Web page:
Mrs Nicoletis is behaving very nervously. She is killed by drinking poisoned brandy. Poirot focuses his attention now on the cutting up of the rucksack. By careful study of the rucksack's design, he identifies an unusual corrugated base, and suggests to the police that the rucksack is part of an international smuggling operation. The rucksacks were sold to innocent students, and then used to transport drugs and gems. Mrs Nicoletis had been bankrolling the organisation, but was not the brain behind it. When the police visited Hickory Road on an unconnected issue, the murderer had cut up the rucksack to avoid its being found and removed light bulbs to avoid being recognised.
Patricia Lane comes to Nigel and admits that she has taken the morphine from the bottle in his drawer and substituted for it bicarbonate of soda. Now the bottle of bicarbonate of soda has been taken from her own drawer. While they are searching for this bottle she mentions that she is intending to write to his father to reconcile the two. Nigel tells her that the reason for his estrangement from his father is that he discovered that his father had poisoned his mother with Medinal, a trade name for barbitone sodium. This is why he changed his name and carries two passports. Nigel goes to Inspector Sharpe and tells him about the missing morphine, but while he is there, Patricia telephones to say that she has discovered something further. By the time that Nigel and Sharpe get to the house, she is dead, killed by a blow to the head. Akibombo comes to Sharpe and says that he had taken Patricia's bicarbonate to ease a stomach complaint; when he took a teaspoonful of the bicarbonate, however, he had stomach pains and later discovered that the white powder was in fact the boracic powder. By the time Patricia had substituted the bicarbonate, the morphine had already been substituted by the stolen boracic powder. Poirot's suspicions about Valerie Hobhouse's role in the smuggling operation are proved correct by a police raid on her beauty shop.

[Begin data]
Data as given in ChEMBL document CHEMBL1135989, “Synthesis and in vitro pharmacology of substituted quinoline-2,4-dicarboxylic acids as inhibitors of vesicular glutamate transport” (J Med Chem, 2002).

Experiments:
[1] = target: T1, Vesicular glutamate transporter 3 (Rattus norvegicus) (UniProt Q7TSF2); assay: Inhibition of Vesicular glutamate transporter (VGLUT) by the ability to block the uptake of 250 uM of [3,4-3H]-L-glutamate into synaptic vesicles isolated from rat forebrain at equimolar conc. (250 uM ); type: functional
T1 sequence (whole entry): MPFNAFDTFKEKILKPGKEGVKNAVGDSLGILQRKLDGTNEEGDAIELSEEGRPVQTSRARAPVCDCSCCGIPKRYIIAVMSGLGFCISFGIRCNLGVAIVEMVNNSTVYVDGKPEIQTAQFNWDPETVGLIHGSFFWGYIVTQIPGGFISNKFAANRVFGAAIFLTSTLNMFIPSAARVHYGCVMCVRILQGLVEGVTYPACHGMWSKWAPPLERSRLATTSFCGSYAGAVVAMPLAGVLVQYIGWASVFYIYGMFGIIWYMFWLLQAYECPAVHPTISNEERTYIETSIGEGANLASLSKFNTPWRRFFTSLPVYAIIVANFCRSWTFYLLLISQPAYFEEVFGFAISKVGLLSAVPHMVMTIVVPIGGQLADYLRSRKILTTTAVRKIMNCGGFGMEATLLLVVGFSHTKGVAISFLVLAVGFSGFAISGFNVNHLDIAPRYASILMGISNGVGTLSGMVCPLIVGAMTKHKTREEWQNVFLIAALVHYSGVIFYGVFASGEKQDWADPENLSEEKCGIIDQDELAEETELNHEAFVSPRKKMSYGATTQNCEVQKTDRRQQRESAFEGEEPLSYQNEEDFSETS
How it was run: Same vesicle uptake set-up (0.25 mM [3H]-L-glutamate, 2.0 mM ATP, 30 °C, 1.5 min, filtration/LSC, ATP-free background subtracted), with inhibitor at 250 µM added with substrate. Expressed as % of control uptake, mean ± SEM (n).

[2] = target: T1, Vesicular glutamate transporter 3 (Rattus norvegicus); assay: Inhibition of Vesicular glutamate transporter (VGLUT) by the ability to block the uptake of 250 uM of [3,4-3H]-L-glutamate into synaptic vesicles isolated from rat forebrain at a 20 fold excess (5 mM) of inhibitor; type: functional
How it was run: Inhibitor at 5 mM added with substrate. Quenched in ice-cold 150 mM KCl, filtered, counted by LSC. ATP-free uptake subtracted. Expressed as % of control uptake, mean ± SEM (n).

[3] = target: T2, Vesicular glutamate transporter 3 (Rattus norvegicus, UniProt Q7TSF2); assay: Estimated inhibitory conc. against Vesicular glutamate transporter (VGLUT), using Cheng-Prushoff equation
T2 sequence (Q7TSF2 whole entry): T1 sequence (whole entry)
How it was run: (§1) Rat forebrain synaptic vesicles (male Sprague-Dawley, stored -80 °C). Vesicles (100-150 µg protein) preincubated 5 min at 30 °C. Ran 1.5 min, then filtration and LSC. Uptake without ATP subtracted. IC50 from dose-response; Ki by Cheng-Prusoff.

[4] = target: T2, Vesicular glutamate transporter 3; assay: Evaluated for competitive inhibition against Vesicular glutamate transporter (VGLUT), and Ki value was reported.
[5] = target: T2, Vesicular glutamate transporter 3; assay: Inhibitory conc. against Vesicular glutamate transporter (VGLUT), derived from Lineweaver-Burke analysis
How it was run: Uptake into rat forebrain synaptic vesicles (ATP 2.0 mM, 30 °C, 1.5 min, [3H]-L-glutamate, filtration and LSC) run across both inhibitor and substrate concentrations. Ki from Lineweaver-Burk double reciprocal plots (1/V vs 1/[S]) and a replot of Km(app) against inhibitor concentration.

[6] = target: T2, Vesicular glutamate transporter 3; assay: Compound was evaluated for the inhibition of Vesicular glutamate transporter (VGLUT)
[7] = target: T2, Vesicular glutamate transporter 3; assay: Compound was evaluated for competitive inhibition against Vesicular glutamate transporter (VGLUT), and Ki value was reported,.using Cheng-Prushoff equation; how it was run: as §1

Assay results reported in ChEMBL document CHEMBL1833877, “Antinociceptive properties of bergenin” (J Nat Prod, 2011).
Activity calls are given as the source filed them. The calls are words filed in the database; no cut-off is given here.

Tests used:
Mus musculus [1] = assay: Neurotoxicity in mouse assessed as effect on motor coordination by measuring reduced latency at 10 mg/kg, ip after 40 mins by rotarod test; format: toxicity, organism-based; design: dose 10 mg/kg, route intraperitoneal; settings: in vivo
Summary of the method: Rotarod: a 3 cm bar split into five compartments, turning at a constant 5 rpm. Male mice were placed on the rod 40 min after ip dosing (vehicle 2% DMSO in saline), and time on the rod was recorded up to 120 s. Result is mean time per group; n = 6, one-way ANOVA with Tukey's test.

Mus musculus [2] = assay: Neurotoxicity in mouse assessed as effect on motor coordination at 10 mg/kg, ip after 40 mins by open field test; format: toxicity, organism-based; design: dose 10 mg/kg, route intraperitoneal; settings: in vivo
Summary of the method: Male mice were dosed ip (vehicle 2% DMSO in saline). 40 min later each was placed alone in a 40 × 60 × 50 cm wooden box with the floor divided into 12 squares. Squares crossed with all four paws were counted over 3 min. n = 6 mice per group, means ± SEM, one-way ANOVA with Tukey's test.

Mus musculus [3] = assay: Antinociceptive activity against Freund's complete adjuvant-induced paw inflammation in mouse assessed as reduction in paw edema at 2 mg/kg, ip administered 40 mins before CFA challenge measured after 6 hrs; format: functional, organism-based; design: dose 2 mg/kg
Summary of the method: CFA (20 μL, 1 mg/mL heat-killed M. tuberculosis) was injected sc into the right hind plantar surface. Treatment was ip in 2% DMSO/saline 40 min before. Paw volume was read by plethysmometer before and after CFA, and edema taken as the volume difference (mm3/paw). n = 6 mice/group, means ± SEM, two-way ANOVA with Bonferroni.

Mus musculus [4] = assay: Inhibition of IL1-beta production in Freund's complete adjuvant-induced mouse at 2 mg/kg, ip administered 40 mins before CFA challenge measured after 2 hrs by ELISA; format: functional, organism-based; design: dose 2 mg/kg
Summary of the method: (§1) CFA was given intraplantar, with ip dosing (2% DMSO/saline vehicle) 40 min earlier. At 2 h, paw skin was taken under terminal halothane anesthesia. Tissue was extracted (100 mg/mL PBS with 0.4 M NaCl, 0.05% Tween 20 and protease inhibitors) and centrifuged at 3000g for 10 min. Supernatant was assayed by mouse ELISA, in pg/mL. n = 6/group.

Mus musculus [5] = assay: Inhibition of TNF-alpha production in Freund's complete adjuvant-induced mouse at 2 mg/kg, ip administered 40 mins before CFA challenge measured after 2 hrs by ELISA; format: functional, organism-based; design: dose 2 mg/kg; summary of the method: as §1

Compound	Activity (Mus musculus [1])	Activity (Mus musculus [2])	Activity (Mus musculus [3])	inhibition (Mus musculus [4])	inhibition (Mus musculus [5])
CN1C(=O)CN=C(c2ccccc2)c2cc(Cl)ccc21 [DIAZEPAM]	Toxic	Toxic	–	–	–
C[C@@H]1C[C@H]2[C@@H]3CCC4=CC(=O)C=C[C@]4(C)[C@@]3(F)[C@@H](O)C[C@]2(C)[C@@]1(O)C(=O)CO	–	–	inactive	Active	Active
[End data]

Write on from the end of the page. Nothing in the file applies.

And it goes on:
The murderer is Nigel Chapman, who was known to have the morphine in his possession. He killed Celia because she knew about his dual identity and also knew that Valerie travelled abroad on a false passport. He killed Mrs Nicoletis because she was sure to give the smuggling operation away under pressure, and killed Patricia because she was likely to draw his father's attention to the recent events, as she was on the verge of writing a letter to him in the hope of reconciling him with his son before his death. When Poirot outlines to Nigel's father's solicitor the case against Nigel, the solicitor provides final proof. Nigel's mother had been poisoned, not by his father, but by Nigel. When the father discovered this (Medinal is a poison slow to act, and the mother told her husband), he forced him to write a confession and left it with his solicitor together with a letter explaining that it should be presented to the authorities in case of any further wrongdoing by Nigel. Valerie placed the call to the police station, which had apparently come from Patricia, to establish an alibi for Nigel who had already bludgeoned Patricia. The green ink was a double-bluff intended to divert suspicion away from him. Valerie is willing to incriminate Nigel fully because Mrs Nicoletis was actually her mother.